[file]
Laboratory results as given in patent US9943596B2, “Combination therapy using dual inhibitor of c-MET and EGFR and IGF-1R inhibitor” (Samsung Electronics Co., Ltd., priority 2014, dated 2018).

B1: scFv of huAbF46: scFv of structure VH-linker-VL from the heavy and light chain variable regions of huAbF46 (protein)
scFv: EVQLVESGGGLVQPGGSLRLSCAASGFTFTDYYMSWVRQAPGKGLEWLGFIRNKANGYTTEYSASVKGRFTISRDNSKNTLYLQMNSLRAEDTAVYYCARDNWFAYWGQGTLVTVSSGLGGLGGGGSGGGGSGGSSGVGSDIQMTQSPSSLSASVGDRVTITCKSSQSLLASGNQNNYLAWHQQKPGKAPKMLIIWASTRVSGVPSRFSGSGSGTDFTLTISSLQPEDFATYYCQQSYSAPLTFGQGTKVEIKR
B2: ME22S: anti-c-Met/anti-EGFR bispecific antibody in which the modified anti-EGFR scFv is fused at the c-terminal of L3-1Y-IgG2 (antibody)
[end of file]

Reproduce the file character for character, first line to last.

Laboratory results as given in patent US9943596B2, “Combination therapy using dual inhibitor of c-MET and EGFR and IGF-1R inhibitor” (Samsung Electronics Co., Ltd., priority 2014, dated 2018).

B1: scFv of huAbF46: scFv of structure VH-linker-VL from the heavy and light chain variable regions of huAbF46 (protein)
scFv: EVQLVESGGGLVQPGGSLRLSCAASGFTFTDYYMSWVRQAPGKGLEWLGFIRNKANGYTTEYSASVKGRFTISRDNSKNTLYLQMNSLRAEDTAVYYCARDNWFAYWGQGTLVTVSSGLGGLGGGGSGGGGSGGSSGVGSDIQMTQSPSSLSASVGDRVTITCKSSQSLLASGNQNNYLAWHQQKPGKAPKMLIIWASTRVSGVPSRFSGSGSGTDFTLTISSLQPEDFATYYCQQSYSAPLTFGQGTKVEIKR
B2: ME22S: anti-c-Met/anti-EGFR bispecific antibody in which the modified anti-EGFR scFv is fused at the c-terminal of L3-1Y-IgG2 (antibody)